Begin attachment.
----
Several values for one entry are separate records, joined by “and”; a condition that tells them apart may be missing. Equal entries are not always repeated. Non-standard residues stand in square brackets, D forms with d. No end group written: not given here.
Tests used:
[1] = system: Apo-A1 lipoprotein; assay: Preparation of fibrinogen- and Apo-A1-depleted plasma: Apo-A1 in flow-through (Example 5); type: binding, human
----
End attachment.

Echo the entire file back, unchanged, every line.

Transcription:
Several values for one entry are separate records, joined by “and”; a condition that tells them apart may be missing. Equal entries are not always repeated. Non-standard residues stand in square brackets, D forms with d. No end group written: not given here.
Tests used:
[1] = system: Apo-A1 lipoprotein; assay: Preparation of fibrinogen- and Apo-A1-depleted plasma: Apo-A1 in flow-through (Example 5); type: binding, human